The loans which cannot easily be recovered from borrowers are called Problem loans. When the loans can’t be repaid according to the terms of an initial agreement or in an otherwise acceptable manner, it will be called problem loans.
If the loan can be identified earlier as problem loans before it actually happens, regulating monitoring along with some other measures can prevent the loans from being problems loans. For identifying the “potential” problem loans, we have to know the symptoms of a problem loan.
The symptoms of problem loans can be classified in the following way:
- Quantities Indicators
- Qualitative Indicators
- Preparation of irregular and delayed financial statements.
- Refusal of a large insurance claim.
- Creating hindrances to the main source of income
- Diminishing deposit balance.
- Inability to pay the debt of creditors other than the bank.
- Non-repayment of the loan installments as repayment dates.
- Entering into big loan contracts frequently with institutions and persons other than the existing bank.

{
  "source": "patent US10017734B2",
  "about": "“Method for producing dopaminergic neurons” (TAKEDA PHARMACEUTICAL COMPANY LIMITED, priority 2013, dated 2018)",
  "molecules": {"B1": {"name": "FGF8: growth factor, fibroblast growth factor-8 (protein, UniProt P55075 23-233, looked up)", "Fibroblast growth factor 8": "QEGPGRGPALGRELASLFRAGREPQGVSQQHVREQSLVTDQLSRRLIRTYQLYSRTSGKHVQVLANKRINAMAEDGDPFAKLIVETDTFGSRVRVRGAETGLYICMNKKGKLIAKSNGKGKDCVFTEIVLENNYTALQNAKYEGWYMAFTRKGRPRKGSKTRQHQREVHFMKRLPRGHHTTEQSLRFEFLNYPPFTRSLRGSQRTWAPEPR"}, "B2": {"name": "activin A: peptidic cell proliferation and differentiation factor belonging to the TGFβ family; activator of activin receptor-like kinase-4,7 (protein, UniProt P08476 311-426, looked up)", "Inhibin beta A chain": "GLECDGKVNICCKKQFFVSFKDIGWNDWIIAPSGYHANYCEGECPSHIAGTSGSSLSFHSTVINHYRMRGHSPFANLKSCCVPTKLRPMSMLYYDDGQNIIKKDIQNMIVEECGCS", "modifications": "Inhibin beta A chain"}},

- A continuous decline in the market price of the shares of the borrowing company.
- Sudden rise or fall of large size deposit withdrawals.
- Excessive cash dividend payouts from reserve fund or even front capital.
- At the end of the cycle, creditors are not completely paid out.
- Concentration changes from a major well-known customer to one of lesser stature.
- Loans are made to or from officers and affiliates.
- Unable to clean up bank debt, or cleanups are affected by rotating bank debt.
- Investment in fixed assets has become excessive.
Quantitative indicators provide valuable information to the bank about the problem or make repeat requests of increasing or deferring the installment date. After getting this preliminary indication, banks may seek information regarding the above mentioned quantitative factor. Then, the bank can be certain about the problem loan.